Derek Falvey, the Twins president of baseball operations, has a philosophy when it comes to making roster moves: "These things have a way of working themselves out."

That's exactly what happened in the case of first basemen Miguel Sano and Alex Kirilloff, who swapped spots Wednesday, with Kirilloff put on the 10-day injured list and Sano activated off it before the Twins played Texas.

Sano missed 12 games because of a right hamstring strain and said he used his downtime to find his swing and timing; he was hitting. 111.

Kirilloff was on a seven-game hitting streak with three doubles, four homers and 11 RBI in Sano's absence, but the rookie was a late scratch Tuesday because of a right wrist sprain. He saw a specialist in town Wednesday but will travel with the Twins to Detroit this weekend and drive to see another hand specialist in Dayton, Ohio.

Kirilloff isn't quite sure how he injured his wrist, though it appeared it occurred after he slid into second base in Monday's game. He couldn't play Tuesday, but improved moderately Wednesday, manager Rocco Baldelli said.

Sano was only complimentary of the job Kirilloff did. "When I saw that kid out there, and he's swinging at the ball and hitting, I was really happy because I'm the kind of player where I play first base, but I don't care if he plays first," Sano said. "The only thing I want is that we win."

Japan fans

On the mound Tuesday at Target Field, a small strip of white peaked out from beneath the Twins pitcher's cap. After his outing, when he took off his hat in the dugout, the white headband came into full view, complete with the Hinomaru design from the Japanese flag.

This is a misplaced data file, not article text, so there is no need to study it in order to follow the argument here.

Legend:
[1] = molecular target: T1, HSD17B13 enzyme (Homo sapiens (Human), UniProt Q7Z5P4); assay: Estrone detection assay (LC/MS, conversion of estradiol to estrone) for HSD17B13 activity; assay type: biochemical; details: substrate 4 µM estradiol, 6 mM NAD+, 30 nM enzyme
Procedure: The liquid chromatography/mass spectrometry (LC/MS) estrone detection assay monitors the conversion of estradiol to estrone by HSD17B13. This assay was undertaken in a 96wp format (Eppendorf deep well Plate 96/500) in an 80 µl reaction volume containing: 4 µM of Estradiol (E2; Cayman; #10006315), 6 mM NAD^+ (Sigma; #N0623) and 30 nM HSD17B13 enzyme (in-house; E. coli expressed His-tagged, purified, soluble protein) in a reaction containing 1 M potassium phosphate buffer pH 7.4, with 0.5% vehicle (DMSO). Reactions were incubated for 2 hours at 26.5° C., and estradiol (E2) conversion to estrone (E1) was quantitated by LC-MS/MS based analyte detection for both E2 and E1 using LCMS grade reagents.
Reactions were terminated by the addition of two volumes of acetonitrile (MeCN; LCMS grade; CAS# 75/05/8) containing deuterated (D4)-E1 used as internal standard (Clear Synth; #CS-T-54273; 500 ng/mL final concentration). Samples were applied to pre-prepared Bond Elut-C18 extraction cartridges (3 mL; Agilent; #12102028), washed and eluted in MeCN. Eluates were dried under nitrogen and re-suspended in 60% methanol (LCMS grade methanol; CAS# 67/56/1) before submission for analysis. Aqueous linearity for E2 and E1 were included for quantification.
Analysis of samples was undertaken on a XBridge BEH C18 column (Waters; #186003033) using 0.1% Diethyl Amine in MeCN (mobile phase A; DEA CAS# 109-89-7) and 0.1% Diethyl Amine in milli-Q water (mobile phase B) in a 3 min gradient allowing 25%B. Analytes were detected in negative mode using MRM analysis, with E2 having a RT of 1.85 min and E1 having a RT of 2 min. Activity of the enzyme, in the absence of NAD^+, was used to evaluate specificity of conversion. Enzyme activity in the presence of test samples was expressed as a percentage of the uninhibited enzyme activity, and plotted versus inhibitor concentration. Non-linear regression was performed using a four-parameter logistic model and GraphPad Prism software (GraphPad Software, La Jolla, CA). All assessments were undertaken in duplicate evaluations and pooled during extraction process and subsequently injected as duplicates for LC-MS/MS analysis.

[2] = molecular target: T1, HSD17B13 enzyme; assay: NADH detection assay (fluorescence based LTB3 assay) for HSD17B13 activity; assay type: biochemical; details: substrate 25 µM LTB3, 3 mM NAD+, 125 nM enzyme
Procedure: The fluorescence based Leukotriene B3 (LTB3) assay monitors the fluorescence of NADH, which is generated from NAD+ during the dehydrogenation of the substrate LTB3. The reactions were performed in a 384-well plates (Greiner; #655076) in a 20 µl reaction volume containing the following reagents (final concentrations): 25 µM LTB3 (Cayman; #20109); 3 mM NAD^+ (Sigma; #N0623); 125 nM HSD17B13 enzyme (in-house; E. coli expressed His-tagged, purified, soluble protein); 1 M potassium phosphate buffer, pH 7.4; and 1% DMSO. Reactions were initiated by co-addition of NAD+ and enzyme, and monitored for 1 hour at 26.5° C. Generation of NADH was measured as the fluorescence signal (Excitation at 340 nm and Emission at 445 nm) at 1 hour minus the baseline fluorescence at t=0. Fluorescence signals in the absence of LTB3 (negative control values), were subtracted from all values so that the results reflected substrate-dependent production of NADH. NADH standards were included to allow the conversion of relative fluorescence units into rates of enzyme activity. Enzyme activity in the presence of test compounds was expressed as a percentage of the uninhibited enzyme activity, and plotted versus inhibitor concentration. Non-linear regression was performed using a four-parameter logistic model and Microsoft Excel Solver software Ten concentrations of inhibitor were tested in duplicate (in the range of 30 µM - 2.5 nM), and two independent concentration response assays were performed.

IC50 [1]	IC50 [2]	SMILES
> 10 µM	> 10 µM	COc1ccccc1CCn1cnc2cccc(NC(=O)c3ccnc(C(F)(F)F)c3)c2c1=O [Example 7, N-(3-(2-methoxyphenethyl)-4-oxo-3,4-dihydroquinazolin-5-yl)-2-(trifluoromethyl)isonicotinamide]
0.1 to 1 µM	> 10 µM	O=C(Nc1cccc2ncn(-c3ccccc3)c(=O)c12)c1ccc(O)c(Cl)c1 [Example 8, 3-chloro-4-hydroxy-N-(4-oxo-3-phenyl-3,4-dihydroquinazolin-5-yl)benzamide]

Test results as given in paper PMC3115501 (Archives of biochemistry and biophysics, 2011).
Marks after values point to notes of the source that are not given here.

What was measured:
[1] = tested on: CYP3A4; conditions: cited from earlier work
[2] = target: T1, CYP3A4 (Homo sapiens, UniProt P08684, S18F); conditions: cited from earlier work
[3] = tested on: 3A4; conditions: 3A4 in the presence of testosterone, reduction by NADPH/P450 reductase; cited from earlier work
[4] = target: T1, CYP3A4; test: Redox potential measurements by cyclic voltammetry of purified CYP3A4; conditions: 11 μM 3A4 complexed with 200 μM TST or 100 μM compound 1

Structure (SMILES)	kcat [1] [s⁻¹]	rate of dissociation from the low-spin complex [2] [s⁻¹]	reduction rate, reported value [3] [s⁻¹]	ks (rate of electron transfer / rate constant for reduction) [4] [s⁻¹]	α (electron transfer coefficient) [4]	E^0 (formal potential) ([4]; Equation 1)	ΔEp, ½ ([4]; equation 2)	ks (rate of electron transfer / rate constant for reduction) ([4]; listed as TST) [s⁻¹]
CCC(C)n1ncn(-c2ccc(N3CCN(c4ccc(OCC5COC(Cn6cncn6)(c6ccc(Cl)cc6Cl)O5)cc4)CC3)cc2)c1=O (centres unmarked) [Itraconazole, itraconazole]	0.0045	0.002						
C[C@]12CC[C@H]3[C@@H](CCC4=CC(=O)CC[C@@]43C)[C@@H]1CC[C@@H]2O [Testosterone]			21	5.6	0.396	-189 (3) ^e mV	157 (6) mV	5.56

But it wasn't Kenta Maeda with the crimson circle on his forehead. It was Hansel Robles.

The headbands, called hachimaki, are popular in Maeda's native Japan and possibly originated with the samurai. They have become an iconic symbol for the country, marking those with one tied around their heads as people of courage and hard work. But at their essence, they are sweat bands.

Maeda's teammates saw the pitcher wearing a black one around the clubhouse and liked the look. At first, Maeda fashioned a makeshift one for Robles, writing "Kenta Love" partly in characters and partly in English with a black Sharpie. But then he decided to just buy a bunch for the group.

Some players wear theirs during batting practice or workouts. But the biggest fans are Dominicans Robles and Sano.

Sano professed his love for "JapĆ³n" on Wednesday, saying he has learned a lot about the culture. He rattled off phrases such as konnichiwa (hello), arigato (thank you) and Daichi Sekizaki (Maeda's interpreter).

"It makes me happy to see those guys, first of all, wanting the headband," Maeda said through an interpreter, "and then second, wearing them in game like for Robles."

In Year 2 with the Twins, Maeda has slowly started outfitting his team with Japanese threads, including the apparel he sells back in Japan that's printed with his own cartoon art.

Maeda didn't deny he is on a secret mission to turn the Twins into Japan aficionados. But at least one of Maeda's teammates is an eager participant in that.

"Let's start with Robles first," Maeda laughed.

Pineda recovers

Michael Pineda should start Thursday's series finale after taking an extra day between starts to recover from a batted ball that hit him in the wrist Friday.

The Twins then travel to Detroit and will start Matt Shoemaker on Friday, Jose Berrios on Saturday and Maeda on Sunday.